Download Defra’s advice on transporting shorn sheep in cold weather from the ADLib website (PDF, 92KB).

Species-specific rules for welfare during transportation

Advice for ensuring you don’t cause any injury or unnecessary suffering to your livestock can vary according to the species of animal involved. This is due to differences such as age, size, physical characteristics and gestation periods.

Defra has published species-specific guidance which supplements the general rules.

Horses, ponies and other domestic equines

Rules for transporting horses and ponies vary depending on whether the animal is registered or unregistered. A registered horse or pony is one that’s on the stud book of a recognised breed society or registered with an international organisation that manages equestrian competitions. You should note that an equine is not classed as ‘registered’ simply because it holds a horse passport.

Registered horses are exempt from many of the major controls on horse transportation, including maximum journey times, rest periods and Journey Logs. Other welfare rules specific to transporting horses, ponies and other domestic equines include those for:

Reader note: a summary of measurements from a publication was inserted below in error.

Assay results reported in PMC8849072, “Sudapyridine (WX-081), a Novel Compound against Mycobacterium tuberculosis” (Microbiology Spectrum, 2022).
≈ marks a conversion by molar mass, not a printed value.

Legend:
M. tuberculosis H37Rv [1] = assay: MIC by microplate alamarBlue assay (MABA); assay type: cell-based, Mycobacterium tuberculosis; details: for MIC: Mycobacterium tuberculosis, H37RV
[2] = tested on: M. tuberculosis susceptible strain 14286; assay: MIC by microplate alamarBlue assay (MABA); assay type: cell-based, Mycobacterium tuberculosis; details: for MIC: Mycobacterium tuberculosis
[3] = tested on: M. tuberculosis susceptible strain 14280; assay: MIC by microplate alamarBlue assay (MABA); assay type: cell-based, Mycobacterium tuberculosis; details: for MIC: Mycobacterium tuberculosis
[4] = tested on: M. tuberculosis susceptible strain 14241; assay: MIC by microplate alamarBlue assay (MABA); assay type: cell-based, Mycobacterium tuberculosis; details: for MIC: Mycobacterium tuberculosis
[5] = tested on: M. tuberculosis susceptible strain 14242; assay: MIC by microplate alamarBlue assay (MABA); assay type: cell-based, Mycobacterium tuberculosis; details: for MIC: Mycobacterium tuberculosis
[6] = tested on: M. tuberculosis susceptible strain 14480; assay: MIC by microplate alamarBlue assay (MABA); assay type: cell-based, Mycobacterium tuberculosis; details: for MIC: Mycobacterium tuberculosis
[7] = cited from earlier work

• using halters during transit
  • providing individual stalls
  • using multi-deck vehicles
  • maximum journey times and rest periods
  • transporting unbroken horses
  • transporting foals
  • transporting pregnant mares or any which have recently given birth
  • ramp angles for loading and unloading
  • separation
  • space allowances
  • vehicle temperature

Download Defra’s welfare guidance for transporting horses and ponies from the ADLib website (PDF, 180KB).

Cattle

Welfare rules specific to transporting cattle include those for:

  • maximum journey times and rest periods
  • transporting calves
  • transporting pregnant cows or any which have recently given birth
  • ramp angles for loading and unloading
  • separation
  • space allowances
  • vehicle temperature
  • milking cows